Friday, September 23, 2005

Where are those receivables, Mr. Dell?

Vitally at Minyanville raised a very interesting question saying that it may be ok to have some receivable growth. Specifically, he questioned that DELL may not carry as much credit risks as it may appear on the Balance Sheet. So I took a peek a their 10Q.

Guess What I've found? Dell has a subsidiary called DFS (Dell Financial Services). It is a joint venture with CIT group but is 70% owned and consolidated. When a sub is consolidated, you'll include all income, asset and liabilities at 70% of whatever DFS owns onto DELL's profit and loss statement. That's strike one.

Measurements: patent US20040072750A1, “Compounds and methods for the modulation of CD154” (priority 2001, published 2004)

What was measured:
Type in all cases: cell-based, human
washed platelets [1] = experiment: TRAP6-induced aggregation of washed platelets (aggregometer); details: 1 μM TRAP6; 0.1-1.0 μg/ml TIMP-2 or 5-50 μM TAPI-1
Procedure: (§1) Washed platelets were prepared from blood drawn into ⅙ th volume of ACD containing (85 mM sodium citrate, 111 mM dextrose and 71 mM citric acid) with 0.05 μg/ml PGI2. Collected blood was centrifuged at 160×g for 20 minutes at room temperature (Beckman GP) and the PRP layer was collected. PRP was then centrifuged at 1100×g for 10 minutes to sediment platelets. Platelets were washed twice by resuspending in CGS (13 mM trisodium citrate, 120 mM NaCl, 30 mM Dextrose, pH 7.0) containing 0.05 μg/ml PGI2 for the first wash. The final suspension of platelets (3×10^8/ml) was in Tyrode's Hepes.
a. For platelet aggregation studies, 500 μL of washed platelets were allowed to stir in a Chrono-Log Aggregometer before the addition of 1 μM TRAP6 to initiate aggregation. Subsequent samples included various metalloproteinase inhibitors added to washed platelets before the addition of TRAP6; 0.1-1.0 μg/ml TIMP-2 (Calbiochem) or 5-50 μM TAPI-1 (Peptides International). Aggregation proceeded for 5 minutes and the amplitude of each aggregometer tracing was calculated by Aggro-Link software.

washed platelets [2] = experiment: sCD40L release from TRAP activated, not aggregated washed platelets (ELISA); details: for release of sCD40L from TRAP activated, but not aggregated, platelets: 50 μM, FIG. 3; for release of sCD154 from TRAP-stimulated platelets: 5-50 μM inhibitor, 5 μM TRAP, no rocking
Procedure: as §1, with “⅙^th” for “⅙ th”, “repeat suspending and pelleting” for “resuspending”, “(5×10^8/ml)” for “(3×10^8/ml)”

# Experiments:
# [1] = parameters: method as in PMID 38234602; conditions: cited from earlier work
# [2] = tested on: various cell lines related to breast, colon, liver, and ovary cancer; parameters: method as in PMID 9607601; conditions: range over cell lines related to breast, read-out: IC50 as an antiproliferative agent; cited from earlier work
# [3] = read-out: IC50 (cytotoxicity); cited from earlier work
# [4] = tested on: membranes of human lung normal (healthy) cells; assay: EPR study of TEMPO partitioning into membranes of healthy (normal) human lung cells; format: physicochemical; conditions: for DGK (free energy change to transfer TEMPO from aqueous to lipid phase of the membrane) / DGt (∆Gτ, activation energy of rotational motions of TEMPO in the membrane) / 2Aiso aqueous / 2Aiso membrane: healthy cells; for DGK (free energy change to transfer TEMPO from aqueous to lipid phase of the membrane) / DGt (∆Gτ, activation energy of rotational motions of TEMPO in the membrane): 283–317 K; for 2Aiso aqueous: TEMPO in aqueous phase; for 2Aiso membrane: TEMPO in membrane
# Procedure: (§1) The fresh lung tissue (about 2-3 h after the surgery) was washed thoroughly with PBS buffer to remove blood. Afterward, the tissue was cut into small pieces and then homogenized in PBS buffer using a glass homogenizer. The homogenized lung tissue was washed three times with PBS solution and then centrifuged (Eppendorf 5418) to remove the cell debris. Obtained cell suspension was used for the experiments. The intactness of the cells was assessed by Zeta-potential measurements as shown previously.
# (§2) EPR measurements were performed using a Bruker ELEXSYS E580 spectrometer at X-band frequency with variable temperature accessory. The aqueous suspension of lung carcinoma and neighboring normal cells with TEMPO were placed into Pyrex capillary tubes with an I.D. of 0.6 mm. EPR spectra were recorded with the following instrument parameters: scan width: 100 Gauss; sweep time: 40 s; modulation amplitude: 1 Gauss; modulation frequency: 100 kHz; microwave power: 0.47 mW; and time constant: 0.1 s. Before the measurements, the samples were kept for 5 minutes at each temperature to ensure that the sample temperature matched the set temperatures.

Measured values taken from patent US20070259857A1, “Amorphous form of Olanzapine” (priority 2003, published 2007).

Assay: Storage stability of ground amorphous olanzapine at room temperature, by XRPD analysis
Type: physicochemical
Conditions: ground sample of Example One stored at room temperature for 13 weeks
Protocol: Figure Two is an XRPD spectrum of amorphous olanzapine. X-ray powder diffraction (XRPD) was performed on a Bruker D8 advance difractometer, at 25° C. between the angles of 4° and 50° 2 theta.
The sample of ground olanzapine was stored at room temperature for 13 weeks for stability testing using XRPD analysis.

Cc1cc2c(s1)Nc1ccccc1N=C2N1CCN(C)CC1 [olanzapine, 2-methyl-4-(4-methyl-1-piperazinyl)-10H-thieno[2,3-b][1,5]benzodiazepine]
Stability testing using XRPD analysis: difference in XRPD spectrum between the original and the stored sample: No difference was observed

Now, for an even stranger note. DFS has been selling loans/receivables of $191mm or about 80% of total generated from DFS to, get this, UNCONSOLIDATED SPECIAL PURPOSE ENTITIES WHOLLY OWNED BY DELL. Why would someone do this? Even though receivables are generally good because they are assets but if run your receivables too big and too fast, you essentially become a bank. GE and BA are fast becoming banks even they are still classified as industrials. If you are a bank, you will run into credit risks eventually and that'll will wipe out all your previous and future earnings that you anticipate. DELL is fully aware of this risks and thus actively managing it, although the underhanded manner that it is being handled strike me the wrong chord.

Haven't we watch this movie before...wasn't it called "Enron & its special purpose entities?" IMDB rating 9.8.

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